DNA samples confirm identity of Heathrow stowaway

Carlito Vale fell to his death in the UK after hiding aboard a London-bound flight from Johannesburg.

Carlito Vale, who fell to his death after hiding aboard a London-bound flight from Johannesburg. Picture: Facebook

LONDON - An inquest has heard how DNA samples were needed to confirm the identity of a stowaway who fell to his death in the United Kingdom after hiding aboard a London-bound flight from Johannesburg.

The Mozambican-born man survived the 11-hour flight but died after falling on to a shop roof as the plane made its final approach into Heathrow Airport.

Carlito Vale, who grew up in an orphanage in Mozambique, suffered multiple injuries after tumbling more than 400 metres from a Boeing 747 just minutes before it landed in the UK last June.

His headless body was discovered protruding from a rooftop air conditioning unit.

An inquest into his death, held in London, heard that a Mozambican passport found at Johannesburg Airport helped identify Vale.

Authorities then tracked down his daughter and confirmed his identity after comparing her DNA with samples from the body.

The coroner recorded a verdict of accidental death.


In February 2014, a man's body was discovered in the wheel well of an SAA jetliner parked at Dulles International Airport outside of Washington.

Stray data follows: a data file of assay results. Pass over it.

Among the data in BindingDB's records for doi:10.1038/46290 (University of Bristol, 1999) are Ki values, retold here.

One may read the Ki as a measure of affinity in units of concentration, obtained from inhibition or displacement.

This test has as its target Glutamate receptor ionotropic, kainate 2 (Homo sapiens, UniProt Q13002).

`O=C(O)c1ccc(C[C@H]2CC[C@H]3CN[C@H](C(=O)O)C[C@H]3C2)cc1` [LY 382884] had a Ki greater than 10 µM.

The plane arrived from Johannesburg after a stop in Dakar, Senegal, and was parked in a remote parking area at the airport.

The wheel well, the portion of the plane where the body was discovered, is a recessed compartment that wheels are retracted into during flight.

In August 2012 the body of an unidentified man was found in the landing gear of a British Airways flight at Heathrow Airport.

The aircraft had departed from the Cape Town International Airport, where Gauteng police say he jumped security gates.

In a separate incident the week before, the body of a suspected stowaway plummeted to the ground from an incoming flight to London. His body was discovered on a residential street in Mortlake, west of London.

Police believe the man was Angolan, after Kwanza notes were found in his possession.